The Road to Uganda 6: Saying Goodbye
I’ve been purposefully holding off on posting another Road to Uganda (aka missions trip nostalgia) poem because until this past week, I didn’t know what the current status was. It’s being postponed, of course. The decision was made for us when the flight was cancelled for the US director of the orphanage. Per our trip leader, we don’t want to go if she’s not there. And at any rate, last I checked Uganda was in serious lockdown mode: 2 international flights per day, mostly for emergencies, and public transportation is shut down.
We’ve rescheduled for next June or July, though we haven’t picked dates yet. It’s going to be an interesting road from here; a number of participants may have to drop out between now and then due to life circumstances (one is a grad student who may not be in the state next summer). My personal advantage is, unless I’m fired or something (which currently seems unlikely, fortunately), my schedule is highly flexible, and I still intend to go whether it’s next summer or we have to postpone yet again. Based on God’s provision earlier this year, I do believe the trip will happen. Just not yet.
This leads to today’s poem. I may be jumping out of order. I wrote this one on the way back from my second mission trip. It was with the same organization as the first, was headed up by the same trip leader, and even had some of the same participants—in particular, my friend Joe, who will be a major character if I backfill some of the stories from the first trip.
I didn’t get to say goodbye to Joe the second time around. When we landed in the US, his layover was brief or his flight left from a different terminal or something. We were seated apart on the plane, and by the time I got off he was gone. And I realized I would likely never see him in person again. I was sad for about ten minutes, and then I wrote today’s poem. I’m sharing it today in honor of the hope and trust I feel right now. Everything about this situation is weird. But God has a plan, and these sufferings are truly momentary compared with the eternal glory that awaits us (2 Cor. 4:17).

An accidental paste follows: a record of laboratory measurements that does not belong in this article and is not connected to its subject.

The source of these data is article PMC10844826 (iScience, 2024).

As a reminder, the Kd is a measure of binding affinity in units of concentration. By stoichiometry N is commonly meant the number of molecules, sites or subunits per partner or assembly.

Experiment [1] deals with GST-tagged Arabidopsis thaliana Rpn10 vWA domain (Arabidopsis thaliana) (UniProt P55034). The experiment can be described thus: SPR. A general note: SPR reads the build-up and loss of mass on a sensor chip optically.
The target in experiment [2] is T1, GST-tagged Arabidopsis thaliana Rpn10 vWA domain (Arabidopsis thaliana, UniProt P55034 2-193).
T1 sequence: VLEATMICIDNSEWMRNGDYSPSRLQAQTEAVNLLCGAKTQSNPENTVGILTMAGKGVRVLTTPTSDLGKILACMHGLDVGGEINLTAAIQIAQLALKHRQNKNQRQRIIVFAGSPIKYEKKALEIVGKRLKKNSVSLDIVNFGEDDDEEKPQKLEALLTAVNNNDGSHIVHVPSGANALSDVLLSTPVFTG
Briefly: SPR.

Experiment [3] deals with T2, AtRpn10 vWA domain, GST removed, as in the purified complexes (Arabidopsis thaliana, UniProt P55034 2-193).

Two things before I share the poem. First, I haven’t seen Joe since then. I don’t think we even talked online. Every year or two I get curious and try to find him online, but even those efforts haven’t been successful (though admittedly, I haven’t tried that hard). But I do expect to see him in Heaven.
Second, just a few prayer requests:
- Pray for the team as we regroup and look to the future. Pray for open doorways for people to still be able to participate, or peace if they can’t.
- Pray for the orphanage, and donate if you so choose (I think we’re hoping to send a chunk of excess donation funds over in June). Donations in general are almost certainly down. It looks like Uganda in general hasn’t been terribly impacted by the locust swarms, but their neighbor Kenya is hard-hit, and the swarms are hitting breeding season; another bad wave could hit in June. So the orphanage may wind up facing food shortages as well. (Note: this is the most recent info I could find. I’m not sure how trustworthy it is.)
Originally written July 7, 2001
It hurt me, for a second, that
We didn’t say goodbye.
It’s not that we didn’t want to,
We just didn’t have the chance.
But then I remembered
We never have to bid adieu.
While on Earth we may never speak,
We may never see each others’ face,
Or hear each other laugh,
What is life except a breath?
And what are we but wind-blown grass?
Here we have but a few short years
Until an eternity together.